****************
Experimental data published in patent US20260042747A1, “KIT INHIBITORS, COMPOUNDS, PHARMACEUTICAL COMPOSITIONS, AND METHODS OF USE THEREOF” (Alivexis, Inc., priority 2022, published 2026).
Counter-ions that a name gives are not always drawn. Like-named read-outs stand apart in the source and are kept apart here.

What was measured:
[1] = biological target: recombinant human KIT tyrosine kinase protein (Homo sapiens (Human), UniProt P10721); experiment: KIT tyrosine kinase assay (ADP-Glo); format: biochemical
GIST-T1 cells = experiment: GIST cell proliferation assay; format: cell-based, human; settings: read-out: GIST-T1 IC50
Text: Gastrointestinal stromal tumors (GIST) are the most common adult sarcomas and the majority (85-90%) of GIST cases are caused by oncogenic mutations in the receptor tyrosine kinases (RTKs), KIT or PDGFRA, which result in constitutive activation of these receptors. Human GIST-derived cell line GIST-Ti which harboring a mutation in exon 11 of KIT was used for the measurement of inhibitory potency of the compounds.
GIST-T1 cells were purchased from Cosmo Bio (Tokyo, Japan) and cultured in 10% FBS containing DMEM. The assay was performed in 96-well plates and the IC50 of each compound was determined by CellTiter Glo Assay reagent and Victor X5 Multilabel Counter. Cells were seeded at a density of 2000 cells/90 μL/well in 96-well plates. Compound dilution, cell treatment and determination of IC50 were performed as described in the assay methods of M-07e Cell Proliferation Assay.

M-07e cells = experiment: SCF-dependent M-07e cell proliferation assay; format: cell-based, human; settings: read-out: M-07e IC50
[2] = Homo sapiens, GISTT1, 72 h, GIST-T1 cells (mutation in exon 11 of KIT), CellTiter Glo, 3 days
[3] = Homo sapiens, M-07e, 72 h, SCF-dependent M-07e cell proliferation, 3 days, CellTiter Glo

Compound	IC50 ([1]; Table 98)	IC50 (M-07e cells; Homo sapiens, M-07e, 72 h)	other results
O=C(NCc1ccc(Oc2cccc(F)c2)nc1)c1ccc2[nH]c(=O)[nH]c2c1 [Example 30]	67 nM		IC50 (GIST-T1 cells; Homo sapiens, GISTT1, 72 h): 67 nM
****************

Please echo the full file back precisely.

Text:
Experimental data published in patent US20260042747A1, “KIT INHIBITORS, COMPOUNDS, PHARMACEUTICAL COMPOSITIONS, AND METHODS OF USE THEREOF” (Alivexis, Inc., priority 2022, published 2026).
Counter-ions that a name gives are not always drawn. Like-named read-outs stand apart in the source and are kept apart here.

What was measured:
[1] = biological target: recombinant human KIT tyrosine kinase protein (Homo sapiens (Human), UniProt P10721); experiment: KIT tyrosine kinase assay (ADP-Glo); format: biochemical
GIST-T1 cells = experiment: GIST cell proliferation assay; format: cell-based, human; settings: read-out: GIST-T1 IC50
Text: Gastrointestinal stromal tumors (GIST) are the most common adult sarcomas and the majority (85-90%) of GIST cases are caused by oncogenic mutations in the receptor tyrosine kinases (RTKs), KIT or PDGFRA, which result in constitutive activation of these receptors. Human GIST-derived cell line GIST-Ti which harboring a mutation in exon 11 of KIT was used for the measurement of inhibitory potency of the compounds.
GIST-T1 cells were purchased from Cosmo Bio (Tokyo, Japan) and cultured in 10% FBS containing DMEM. The assay was performed in 96-well plates and the IC50 of each compound was determined by CellTiter Glo Assay reagent and Victor X5 Multilabel Counter. Cells were seeded at a density of 2000 cells/90 μL/well in 96-well plates. Compound dilution, cell treatment and determination of IC50 were performed as described in the assay methods of M-07e Cell Proliferation Assay.

M-07e cells = experiment: SCF-dependent M-07e cell proliferation assay; format: cell-based, human; settings: read-out: M-07e IC50
[2] = Homo sapiens, GISTT1, 72 h, GIST-T1 cells (mutation in exon 11 of KIT), CellTiter Glo, 3 days
[3] = Homo sapiens, M-07e, 72 h, SCF-dependent M-07e cell proliferation, 3 days, CellTiter Glo

Compound	IC50 ([1]; Table 98)	IC50 (M-07e cells; Homo sapiens, M-07e, 72 h)	other results
O=C(NCc1ccc(Oc2cccc(F)c2)nc1)c1ccc2[nH]c(=O)[nH]c2c1 [Example 30]	67 nM		IC50 (GIST-T1 cells; Homo sapiens, GISTT1, 72 h): 67 nM